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4 Downs: Sellouts, Ragin' Cajuns take, a Week 2 stat and more

 

 

msublog

 

FIRST DOWN: Not the sellout I want 

 

Mississippi State announced yesterday that the Florida game is officially sold out. Of course this makes sense, and we all know why this game is sold out -- let's say it's not exactly for football reasons, whatever, I'm tired of all of that. All I ask is the game that needs to be sold out for football reasons ultimately sells out. 

 

The Auburn game the week after Florida could easily be the biggest game in Starkville since this exact game in 2014. Auburn is already a top 10 team, No. 7 in the AP Poll, and is unlikely to drop out unless it loses to LSU; MSU is No. 16 and could easily move up a few more spots if it beats Louisiana-Lafayette and Florida. If all that takes place -- and it seems more likely than not -- that game is infinitely more important than the Florida game. I'm confident it will sell out, but if it doesn't, I'm going to be bummed. 

 

SECOND DOWN: UL Lafayette take 

 

In 1995, the state of Louisiana passed legislation allowing the universities of its University of Louisiana system to rebrand themselves. Southwestern Louisiana became University of Louisiana at Lafayette and Northeastern Louisiana became University of Louisiana at Monroe in the next four years. All of both schools' modern headlines came under those monikers: ULM was ULM when it beat Alabama, it was ULM when it made headlines in changing its mascot from Indians to Warhawks and it was ULM when it joined the Sun Belt in 2001. ULL was ULL when it joined the Sun Belt in 2001 and it was ULL when it was good in the early 2010s under Mark Hudspeth. Nationally, both of those schools are known as UL/UL Lafayette and ULM/UL Monroe. 

 

Now the Ragin' Cajuns are trying to tell you the University of Louisiana is coming to Starkville. Even though the law tells you such a thing does not exist. 

 

That law in 1995? It states the schools must reference their host cities in their name. 

 

Yet, UL Lafayette athletics is ignoring it. It's important to mention that the in-state debate has skewed toward the law not applying to athletics -- plus, ULM inexplicably hasn't fought that hard and allowed this to happen. It's so clear that this is nothing more than a branding effort -- why would a university rebrand itself unless it has something to gain? -- and I'm sure there are things to gain by labelling yourself as the flagship university of a state as prideful as Louisiana. 

 

In my opinion, this is a simple matter. UL Lafayette is who you are to the majority, just like the University of Texas at Austin is Texas and the University of Mississippi is Ole Miss to the grander college football world. People would look at me funny if I referenced either of those two schools as the former name, just because it's weird; just like it's weird to reference a standalone University of Louisiana when the majority has never known one to exist.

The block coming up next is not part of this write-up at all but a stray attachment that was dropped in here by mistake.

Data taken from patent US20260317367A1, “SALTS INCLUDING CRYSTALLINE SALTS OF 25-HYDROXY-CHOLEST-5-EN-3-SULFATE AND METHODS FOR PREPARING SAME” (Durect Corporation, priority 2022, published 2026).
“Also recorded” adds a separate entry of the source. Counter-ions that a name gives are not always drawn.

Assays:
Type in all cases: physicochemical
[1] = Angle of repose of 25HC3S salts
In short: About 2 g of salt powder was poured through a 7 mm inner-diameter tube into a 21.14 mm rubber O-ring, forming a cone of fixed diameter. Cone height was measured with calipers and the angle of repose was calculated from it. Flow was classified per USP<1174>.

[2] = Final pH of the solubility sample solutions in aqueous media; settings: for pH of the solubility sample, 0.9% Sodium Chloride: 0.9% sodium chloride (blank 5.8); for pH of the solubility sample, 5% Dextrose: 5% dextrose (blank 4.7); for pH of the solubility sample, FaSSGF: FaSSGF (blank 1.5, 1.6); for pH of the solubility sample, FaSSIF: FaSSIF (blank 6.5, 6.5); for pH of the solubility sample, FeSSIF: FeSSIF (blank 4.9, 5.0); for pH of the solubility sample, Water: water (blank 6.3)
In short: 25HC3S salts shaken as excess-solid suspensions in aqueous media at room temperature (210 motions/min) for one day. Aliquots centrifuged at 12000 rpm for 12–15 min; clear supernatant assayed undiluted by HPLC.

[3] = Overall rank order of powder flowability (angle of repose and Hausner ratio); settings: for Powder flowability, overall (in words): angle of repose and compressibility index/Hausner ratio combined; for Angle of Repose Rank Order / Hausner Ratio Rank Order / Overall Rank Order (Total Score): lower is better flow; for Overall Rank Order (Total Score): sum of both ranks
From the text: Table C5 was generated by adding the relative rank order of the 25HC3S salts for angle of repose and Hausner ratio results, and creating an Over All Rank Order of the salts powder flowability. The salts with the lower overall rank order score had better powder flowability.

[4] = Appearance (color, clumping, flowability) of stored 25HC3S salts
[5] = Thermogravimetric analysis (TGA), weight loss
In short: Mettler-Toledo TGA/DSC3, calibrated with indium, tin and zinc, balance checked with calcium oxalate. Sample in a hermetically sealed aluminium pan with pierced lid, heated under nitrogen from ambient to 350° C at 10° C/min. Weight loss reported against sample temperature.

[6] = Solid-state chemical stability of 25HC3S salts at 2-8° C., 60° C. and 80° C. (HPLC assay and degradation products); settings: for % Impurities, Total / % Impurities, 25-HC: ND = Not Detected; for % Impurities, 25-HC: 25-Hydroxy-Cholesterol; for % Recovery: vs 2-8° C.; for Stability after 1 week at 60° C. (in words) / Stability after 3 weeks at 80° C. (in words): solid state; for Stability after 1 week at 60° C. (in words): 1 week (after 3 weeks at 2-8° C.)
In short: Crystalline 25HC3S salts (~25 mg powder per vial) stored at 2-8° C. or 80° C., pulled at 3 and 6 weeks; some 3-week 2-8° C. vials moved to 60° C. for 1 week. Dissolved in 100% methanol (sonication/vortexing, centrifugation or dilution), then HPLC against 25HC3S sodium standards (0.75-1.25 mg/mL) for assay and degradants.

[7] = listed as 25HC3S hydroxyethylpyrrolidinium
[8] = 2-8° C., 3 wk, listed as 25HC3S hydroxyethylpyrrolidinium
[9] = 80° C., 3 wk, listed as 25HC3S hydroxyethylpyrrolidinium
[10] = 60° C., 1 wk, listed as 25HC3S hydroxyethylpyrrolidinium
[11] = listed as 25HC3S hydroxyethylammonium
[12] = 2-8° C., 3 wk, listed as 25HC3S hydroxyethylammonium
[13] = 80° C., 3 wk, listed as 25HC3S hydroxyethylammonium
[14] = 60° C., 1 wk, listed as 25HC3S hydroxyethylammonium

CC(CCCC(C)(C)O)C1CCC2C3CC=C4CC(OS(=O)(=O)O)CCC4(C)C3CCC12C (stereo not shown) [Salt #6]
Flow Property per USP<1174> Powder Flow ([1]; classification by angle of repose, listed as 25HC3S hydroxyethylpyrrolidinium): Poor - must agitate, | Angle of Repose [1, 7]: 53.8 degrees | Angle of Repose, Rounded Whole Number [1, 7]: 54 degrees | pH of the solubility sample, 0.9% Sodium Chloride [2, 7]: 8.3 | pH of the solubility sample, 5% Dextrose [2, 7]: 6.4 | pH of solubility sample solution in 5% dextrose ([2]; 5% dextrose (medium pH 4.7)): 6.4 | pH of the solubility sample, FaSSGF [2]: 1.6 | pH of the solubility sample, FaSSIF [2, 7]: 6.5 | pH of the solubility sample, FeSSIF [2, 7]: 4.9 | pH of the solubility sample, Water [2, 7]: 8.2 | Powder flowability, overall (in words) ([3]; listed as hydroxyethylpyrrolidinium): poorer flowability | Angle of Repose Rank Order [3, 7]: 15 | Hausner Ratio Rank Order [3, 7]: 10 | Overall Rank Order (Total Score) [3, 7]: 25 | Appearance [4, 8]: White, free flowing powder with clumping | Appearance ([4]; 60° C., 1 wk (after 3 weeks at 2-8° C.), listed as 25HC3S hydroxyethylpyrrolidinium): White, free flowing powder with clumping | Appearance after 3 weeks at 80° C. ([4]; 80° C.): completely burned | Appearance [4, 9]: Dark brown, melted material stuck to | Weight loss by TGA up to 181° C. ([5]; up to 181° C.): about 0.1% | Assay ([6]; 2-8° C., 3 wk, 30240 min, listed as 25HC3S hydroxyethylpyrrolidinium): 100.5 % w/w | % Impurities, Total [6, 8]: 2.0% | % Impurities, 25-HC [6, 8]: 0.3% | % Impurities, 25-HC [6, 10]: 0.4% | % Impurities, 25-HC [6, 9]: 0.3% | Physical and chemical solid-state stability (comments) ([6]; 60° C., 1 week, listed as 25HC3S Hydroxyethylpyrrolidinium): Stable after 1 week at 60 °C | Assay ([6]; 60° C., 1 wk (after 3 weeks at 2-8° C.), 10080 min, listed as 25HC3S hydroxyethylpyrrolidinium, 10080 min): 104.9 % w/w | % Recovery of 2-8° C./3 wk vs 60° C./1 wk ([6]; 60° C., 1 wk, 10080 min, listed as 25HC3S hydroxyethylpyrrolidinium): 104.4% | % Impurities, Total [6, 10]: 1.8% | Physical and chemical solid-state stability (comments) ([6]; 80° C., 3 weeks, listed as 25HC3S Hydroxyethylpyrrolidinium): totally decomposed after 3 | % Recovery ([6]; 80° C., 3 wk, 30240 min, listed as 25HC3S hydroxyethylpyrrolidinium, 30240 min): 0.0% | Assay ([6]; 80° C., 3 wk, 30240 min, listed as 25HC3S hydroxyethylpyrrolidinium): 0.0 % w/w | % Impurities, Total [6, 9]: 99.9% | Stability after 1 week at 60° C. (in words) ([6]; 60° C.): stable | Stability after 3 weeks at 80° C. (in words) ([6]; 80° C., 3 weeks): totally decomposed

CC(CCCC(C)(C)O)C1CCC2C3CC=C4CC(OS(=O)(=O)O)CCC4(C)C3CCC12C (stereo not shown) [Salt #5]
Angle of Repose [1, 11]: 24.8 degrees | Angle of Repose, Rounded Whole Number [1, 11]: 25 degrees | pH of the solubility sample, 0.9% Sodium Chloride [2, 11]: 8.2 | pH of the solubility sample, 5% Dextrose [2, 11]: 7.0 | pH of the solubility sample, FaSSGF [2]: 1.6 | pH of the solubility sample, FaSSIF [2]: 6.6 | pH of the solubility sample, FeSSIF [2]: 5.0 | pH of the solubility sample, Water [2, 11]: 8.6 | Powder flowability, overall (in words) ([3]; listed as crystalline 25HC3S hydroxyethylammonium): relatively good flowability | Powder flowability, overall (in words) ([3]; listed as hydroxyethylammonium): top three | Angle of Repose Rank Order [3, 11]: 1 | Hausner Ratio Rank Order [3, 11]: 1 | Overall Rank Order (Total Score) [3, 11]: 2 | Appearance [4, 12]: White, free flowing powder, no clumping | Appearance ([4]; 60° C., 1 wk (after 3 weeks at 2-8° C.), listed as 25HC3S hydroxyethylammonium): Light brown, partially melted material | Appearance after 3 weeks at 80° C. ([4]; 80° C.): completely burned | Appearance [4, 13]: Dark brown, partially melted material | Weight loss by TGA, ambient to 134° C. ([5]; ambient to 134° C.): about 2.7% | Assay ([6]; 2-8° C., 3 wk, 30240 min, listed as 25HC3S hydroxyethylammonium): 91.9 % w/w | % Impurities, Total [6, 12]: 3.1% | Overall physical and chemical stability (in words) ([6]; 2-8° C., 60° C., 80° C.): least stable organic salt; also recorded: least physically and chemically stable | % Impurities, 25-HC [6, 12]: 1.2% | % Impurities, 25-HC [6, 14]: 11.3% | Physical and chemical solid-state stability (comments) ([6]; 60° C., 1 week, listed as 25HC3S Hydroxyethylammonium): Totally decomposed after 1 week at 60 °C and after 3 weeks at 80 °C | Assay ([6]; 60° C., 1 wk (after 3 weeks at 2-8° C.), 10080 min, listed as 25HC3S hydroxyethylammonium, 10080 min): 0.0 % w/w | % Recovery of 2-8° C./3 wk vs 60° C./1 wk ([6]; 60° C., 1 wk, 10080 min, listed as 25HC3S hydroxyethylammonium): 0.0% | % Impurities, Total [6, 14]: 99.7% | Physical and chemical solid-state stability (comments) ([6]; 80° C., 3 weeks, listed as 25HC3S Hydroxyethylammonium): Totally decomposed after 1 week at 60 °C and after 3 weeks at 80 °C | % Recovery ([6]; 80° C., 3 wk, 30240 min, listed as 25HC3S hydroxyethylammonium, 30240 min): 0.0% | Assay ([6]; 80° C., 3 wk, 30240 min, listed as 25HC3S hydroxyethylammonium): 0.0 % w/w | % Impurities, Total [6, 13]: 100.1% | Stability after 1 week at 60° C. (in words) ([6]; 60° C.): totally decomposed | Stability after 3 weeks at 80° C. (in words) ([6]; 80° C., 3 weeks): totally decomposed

(Hello, friends from the bayou. I'm sure there's some Louisiana person out there who's going to read this, get #triggered and share it out in the UL Lafayette Internet so you all can get mad and scream at me, and that's fine. Just letting you know here that I don't care and I'm not gonna respond. I'm perfectly comfortable in angering niche Louisiana Internet; ask Louisiana Tech fans about my take on Johnny's Pizza.) 

 

THIRD DOWN: Feature receivers? 

 

I saw an interesting number in the box score from the Kansas State game that I didn't end up writing about because, frankly, I'm not 100 percent sure what it means yet. Of Nick Fitzgerald's 27 pass attempts, 25 of them were attributed as targeted for a specific person. Of those 25 attempts, 14 of them (56 percent) went to three guys: Stephen Guidry, Osirus Mitchell and Austin Williams. I wonder if this goes further and how far it goes, if it does. 

 

FOURTH DOWN: #EveryoneSucksSZN 

 

Folks, we are two weeks into the college football season, and that means one thing: Everyone is bad. 

 

This is one of my favorite parts of then college football season. You see, as we go from projection-based predictions (preseason) to data-based predictions (actual games), this is the sweet spot where people seem to ditch their projections and go straight to data when the data isn't ready yet. That's why there's this uncanny ability to make it seem as if everyone sucks. It's pretty simple, really: if you lose, you're bad, but if you win, you're still bad because you're only beating teams that are bad. 

 

Run through some examples. Texas is bad (b-a-d, not b-a-c-k) because they lost to Maryland, but Maryland is also bad because they barely beat Texas, who we just said is bad. Texas Tech is bad because they got blown out in Week 1, but since that's Ole Miss' only legit win, Ole Miss is officially bad, too. Stanford is bad because their best win is over USC, who is bad because they lost to Stanford. What wonderful logic this is, huh? 

 

Congrats, ladies and gents. Your team sucks -- doesn't matter who your team is -- but don't worry, everyone else's team sucks, too. But never fear, friend, because a month from now, teams that are actually just OK will be incredible because they've loaded five of their eight wins for the season in the first six weeks. This is how college football logic works. 

 

Follow Dispatch sports writer Brett Hudson on Twitter @Brett_Hudson

 

 

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